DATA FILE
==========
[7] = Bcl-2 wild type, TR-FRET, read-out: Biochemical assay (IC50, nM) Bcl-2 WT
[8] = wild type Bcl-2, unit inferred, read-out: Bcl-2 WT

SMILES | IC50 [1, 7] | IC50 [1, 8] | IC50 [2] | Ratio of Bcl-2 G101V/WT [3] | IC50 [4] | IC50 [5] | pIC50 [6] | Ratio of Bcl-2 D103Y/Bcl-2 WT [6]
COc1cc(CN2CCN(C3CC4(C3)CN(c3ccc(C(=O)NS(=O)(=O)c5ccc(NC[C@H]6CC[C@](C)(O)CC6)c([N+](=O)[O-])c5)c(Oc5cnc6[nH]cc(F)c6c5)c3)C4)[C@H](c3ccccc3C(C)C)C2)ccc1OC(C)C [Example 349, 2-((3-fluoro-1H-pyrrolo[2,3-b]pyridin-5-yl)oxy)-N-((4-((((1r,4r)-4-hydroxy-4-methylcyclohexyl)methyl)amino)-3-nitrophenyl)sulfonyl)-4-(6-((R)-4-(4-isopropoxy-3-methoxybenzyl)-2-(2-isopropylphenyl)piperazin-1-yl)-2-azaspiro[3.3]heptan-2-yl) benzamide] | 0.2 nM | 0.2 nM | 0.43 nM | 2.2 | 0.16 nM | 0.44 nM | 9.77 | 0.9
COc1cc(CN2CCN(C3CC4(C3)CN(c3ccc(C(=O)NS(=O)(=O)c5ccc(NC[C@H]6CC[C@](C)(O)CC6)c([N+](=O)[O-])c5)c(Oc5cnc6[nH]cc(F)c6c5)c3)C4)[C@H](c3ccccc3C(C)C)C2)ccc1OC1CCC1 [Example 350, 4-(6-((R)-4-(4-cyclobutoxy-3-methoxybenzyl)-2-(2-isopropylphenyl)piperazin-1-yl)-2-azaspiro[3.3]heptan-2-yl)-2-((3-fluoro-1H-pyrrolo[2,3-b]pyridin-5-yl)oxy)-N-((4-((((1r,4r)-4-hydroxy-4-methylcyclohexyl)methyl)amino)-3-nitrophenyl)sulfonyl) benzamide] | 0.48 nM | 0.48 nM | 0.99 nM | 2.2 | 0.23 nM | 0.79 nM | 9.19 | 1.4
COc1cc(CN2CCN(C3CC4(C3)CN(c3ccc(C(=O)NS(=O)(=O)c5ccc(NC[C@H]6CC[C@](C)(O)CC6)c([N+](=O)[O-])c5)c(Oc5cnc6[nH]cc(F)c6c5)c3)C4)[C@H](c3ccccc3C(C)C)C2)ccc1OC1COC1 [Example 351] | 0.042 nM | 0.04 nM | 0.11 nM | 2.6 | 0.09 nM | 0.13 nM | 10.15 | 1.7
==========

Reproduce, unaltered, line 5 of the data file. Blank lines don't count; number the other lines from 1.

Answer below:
COc1cc(CN2CCN(C3CC4(C3)CN(c3ccc(C(=O)NS(=O)(=O)c5ccc(NC[C@H]6CC[C@](C)(O)CC6)c([N+](=O)[O-])c5)c(Oc5cnc6[nH]cc(F)c6c5)c3)C4)[C@H](c3ccccc3C(C)C)C2)ccc1OC1CCC1 [Example 350, 4-(6-((R)-4-(4-cyclobutoxy-3-methoxybenzyl)-2-(2-isopropylphenyl)piperazin-1-yl)-2-azaspiro[3.3]heptan-2-yl)-2-((3-fluoro-1H-pyrrolo[2,3-b]pyridin-5-yl)oxy)-N-((4-((((1r,4r)-4-hydroxy-4-methylcyclohexyl)methyl)amino)-3-nitrophenyl)sulfonyl) benzamide] | 0.48 nM | 0.48 nM | 0.99 nM | 2.2 | 0.23 nM | 0.79 nM | 9.19 | 1.4